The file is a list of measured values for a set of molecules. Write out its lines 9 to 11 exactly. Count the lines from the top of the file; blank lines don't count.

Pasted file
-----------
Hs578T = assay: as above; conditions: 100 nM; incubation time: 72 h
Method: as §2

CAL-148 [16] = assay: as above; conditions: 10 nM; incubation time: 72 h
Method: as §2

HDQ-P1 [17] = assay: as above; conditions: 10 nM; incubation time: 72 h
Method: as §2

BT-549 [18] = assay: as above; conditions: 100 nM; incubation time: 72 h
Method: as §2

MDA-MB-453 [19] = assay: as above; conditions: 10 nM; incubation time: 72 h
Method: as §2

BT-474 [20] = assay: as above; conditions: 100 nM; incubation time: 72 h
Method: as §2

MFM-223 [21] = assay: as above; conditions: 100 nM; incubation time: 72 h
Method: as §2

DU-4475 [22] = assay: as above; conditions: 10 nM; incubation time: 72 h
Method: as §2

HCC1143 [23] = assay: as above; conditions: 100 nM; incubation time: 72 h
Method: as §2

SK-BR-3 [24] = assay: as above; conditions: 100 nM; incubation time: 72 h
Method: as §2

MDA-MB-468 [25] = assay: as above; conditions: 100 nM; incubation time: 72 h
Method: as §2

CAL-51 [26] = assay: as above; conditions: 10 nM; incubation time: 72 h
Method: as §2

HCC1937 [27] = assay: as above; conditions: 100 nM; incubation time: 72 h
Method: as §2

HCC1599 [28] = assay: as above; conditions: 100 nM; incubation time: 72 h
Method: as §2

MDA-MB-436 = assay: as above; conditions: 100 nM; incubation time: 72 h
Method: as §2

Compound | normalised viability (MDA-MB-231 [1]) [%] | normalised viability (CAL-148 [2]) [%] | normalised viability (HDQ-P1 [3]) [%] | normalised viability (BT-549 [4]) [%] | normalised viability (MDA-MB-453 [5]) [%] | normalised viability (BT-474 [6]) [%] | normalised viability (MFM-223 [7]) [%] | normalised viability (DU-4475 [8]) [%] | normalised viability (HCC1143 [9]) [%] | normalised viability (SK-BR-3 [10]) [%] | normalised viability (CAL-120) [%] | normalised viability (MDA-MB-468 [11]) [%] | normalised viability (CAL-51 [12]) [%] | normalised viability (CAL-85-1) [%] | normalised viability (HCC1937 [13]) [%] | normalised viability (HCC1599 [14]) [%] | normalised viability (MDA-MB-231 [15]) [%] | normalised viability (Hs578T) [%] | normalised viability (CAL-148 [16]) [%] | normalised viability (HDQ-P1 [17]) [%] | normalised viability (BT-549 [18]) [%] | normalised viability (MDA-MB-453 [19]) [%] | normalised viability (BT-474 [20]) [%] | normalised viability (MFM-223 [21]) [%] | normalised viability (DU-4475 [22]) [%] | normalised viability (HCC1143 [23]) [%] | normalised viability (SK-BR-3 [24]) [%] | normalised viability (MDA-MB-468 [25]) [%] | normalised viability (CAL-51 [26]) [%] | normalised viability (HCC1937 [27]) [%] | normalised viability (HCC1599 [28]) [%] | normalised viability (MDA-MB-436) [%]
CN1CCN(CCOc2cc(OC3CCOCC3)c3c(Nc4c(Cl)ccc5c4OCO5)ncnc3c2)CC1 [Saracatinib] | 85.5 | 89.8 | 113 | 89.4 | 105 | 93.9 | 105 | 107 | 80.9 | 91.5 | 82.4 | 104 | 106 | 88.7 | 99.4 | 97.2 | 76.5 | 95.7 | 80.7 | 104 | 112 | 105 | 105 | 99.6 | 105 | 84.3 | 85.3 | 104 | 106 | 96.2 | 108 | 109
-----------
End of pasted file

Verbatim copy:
MDA-MB-453 [19] = assay: as above; conditions: 10 nM; incubation time: 72 h
Method: as §2

BT-474 [20] = assay: as above; conditions: 100 nM; incubation time: 72 h